For the enhancement of the safety of the operating nuclear power plants and advanced power reactors to be built, extensive thermal-hydraulic and material experiments, various high-fidelity computer code developments, and design innovation activities are being performed at various research groups in this filed. Integrated high-fidelity modeling and simulation employing first principle models to faithfully describe various neutronic, thermal-hydraulic, mechanical and chemical phenomena occurring in a nuclear reactor in a coupled manner is one of the activities driven by most faculties in this field to assure reactor safety. On the other hand, lead-bismuth eutectic cooled fast spectrum reactors are jointly studied since they have the potential to be used as nuclear transmutation reactors that would help solve the spent fuel problem by destroying the long lived transuranic nuclides and fission products. The thermal-hydraulics researches at the DNE of SNU support the development of advanced nuclear reactors with enhanced safety and the understanding on the fundamental single-phase and the two-phase flows equipped with the state-of-the-art measurements and Instrumentations. Computational analyses on the thermal-hydraulic phenomena in the nuclear reactors using current edge technology are also the major research activities in this field. Limits on the materials behavior are among the greatest technical obstacles to improving the safety and the economic performance of the nuclear energy systems. The nuclear material research group aims to verify the reliability of nuclear materials in the current nuclear systems and to improve their performance and lifetime with revealing the fundamental mechanisms that characterize the material properties in the nuclear fission and fusion reactors.
Fusion and Plasma Engineering
Fusion research is primarily targeted to the realization of fusion power reactors while plasma engineering deals with the technologies for industrial and medical applications of plasmas. Fusion research includes fusion plasma theory development and computerized simulations, Tokamak fusion experiments, and fusion engineering design. Plasma engineering covers diverse applications including material surface processing for better characteristics, high heat flux burning systems for environmental applications, ion implantation devices for semiconductor production.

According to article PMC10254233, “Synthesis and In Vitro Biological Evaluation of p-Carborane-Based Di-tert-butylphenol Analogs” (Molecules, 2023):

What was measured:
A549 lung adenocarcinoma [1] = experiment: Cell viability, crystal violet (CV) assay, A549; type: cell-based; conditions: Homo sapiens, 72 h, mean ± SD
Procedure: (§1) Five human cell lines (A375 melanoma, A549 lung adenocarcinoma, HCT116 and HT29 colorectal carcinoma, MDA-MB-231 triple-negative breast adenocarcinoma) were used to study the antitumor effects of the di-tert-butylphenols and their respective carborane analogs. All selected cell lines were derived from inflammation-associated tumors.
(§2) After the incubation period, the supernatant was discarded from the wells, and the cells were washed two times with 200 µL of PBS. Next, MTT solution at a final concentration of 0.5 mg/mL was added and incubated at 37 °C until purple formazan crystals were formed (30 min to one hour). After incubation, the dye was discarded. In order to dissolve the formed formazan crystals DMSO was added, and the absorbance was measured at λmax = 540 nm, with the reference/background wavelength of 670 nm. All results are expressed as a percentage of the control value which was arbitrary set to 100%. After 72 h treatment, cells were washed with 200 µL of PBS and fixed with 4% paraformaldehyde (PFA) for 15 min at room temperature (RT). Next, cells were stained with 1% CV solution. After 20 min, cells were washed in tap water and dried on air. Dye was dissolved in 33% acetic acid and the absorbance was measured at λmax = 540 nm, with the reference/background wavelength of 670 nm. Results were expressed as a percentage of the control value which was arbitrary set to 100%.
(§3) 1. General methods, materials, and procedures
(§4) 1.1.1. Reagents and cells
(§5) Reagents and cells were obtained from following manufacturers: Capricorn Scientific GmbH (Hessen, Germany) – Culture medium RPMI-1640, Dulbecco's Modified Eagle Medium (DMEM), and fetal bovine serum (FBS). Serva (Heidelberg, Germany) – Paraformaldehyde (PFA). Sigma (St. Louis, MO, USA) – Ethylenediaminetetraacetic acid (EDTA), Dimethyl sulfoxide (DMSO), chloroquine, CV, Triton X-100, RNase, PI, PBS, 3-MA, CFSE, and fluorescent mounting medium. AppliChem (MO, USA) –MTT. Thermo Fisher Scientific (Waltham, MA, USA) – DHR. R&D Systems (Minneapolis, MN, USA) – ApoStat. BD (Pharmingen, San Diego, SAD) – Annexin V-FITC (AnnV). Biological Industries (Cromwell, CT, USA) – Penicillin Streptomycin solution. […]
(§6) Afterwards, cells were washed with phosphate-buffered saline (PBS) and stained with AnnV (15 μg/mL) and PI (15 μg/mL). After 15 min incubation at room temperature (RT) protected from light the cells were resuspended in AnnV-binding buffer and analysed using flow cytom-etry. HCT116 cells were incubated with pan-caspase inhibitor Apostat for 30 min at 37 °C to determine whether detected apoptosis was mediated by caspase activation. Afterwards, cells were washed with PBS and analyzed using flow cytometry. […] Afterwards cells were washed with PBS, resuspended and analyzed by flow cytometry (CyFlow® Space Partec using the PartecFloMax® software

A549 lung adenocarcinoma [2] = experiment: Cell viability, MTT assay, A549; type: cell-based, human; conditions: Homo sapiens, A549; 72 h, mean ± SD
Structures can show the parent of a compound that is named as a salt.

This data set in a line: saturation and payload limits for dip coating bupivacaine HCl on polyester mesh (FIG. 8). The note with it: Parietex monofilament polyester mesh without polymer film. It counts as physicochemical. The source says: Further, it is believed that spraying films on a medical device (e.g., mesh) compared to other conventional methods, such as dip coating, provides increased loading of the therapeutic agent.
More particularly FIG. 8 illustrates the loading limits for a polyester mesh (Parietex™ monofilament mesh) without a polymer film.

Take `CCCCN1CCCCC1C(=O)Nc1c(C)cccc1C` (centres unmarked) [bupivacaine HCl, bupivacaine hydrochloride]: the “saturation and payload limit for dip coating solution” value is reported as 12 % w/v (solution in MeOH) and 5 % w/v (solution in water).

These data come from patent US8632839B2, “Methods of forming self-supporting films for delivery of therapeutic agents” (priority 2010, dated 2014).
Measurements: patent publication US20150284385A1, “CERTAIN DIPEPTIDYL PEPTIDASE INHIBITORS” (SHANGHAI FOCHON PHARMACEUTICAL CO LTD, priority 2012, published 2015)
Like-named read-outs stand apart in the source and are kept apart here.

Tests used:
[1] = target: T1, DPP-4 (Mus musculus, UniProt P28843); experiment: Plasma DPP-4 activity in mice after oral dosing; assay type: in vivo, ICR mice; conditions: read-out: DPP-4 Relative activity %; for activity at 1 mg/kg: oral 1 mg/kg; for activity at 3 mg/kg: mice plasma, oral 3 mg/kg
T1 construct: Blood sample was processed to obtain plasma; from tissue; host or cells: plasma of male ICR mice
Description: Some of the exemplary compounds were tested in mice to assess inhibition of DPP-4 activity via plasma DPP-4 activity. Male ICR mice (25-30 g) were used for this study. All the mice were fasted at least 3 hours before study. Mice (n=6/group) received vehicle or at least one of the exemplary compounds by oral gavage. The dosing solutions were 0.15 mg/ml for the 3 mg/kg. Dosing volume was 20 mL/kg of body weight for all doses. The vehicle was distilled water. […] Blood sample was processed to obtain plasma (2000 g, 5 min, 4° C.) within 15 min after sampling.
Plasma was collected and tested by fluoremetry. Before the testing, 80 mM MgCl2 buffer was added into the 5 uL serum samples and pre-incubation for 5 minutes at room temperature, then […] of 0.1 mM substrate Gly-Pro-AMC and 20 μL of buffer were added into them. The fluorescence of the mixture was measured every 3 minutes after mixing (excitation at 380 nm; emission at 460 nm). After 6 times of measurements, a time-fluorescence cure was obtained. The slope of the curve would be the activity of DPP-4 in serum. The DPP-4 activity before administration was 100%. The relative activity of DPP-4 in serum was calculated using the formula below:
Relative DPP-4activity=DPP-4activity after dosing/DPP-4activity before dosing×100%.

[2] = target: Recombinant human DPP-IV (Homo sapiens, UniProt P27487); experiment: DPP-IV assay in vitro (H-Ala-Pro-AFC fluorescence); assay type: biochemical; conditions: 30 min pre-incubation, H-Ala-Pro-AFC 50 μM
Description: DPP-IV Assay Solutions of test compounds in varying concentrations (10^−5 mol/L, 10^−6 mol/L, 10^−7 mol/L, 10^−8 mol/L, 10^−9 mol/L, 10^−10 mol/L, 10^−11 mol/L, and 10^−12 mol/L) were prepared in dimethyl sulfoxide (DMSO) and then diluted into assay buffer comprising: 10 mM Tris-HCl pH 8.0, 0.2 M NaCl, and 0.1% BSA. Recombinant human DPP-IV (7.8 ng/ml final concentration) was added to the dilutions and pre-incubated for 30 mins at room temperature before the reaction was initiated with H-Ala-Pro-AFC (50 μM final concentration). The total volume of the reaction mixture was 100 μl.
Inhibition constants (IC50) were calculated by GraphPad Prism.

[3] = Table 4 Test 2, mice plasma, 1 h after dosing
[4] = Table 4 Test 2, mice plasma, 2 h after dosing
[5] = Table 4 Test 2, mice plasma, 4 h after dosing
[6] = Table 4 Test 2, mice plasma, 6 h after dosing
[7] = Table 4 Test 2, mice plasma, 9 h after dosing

For the realization of sustained fusion energy production in an engineering scale, concentrated efforts are made focusing on plasma simulation and control, instability suppression technologies and fusion blanket engineering. A versatile plasma experimental device which is a spherical torus (VEST) is being constructed for investigating various plasma heating, diagnosis, and control schemes. On the other hand, researches on plasma applications are being extended from the conventional industrial applications such as plasma etching for semiconductor circuit printing and plasma torches as high heat flux devices to medical applications such as spine disk curing.
Radiation and Subatomic Particle Engineering
This is a pragmatic field dealing with securing radiation energy (obtained from radioactive isotopes and radiation generators) and developing methods and acceptable ranges for its use. The core research areas are the rapidly developing technology of radiation generation and measurement and the development of technology for analyzing the effects of radiation and for medical purposes. Technology for evaluating radioactive wastes is also considered. Radiotechnology can also be applied to areas such as the development of materials using radiation, improving crops, and equipment for radiation treatment.
Elaborated and versatile radiation detections and low exposure radiation applications are currently the major activities in this field. However, we have had a long lasting tradition in accelerator technologies such that numerous graduates of ours are leading the construction and operation of the most important large scale domestic accelerators such as the recently built proton accelerator. We are to continue the effort to excel in the area of subatomic particle engineering.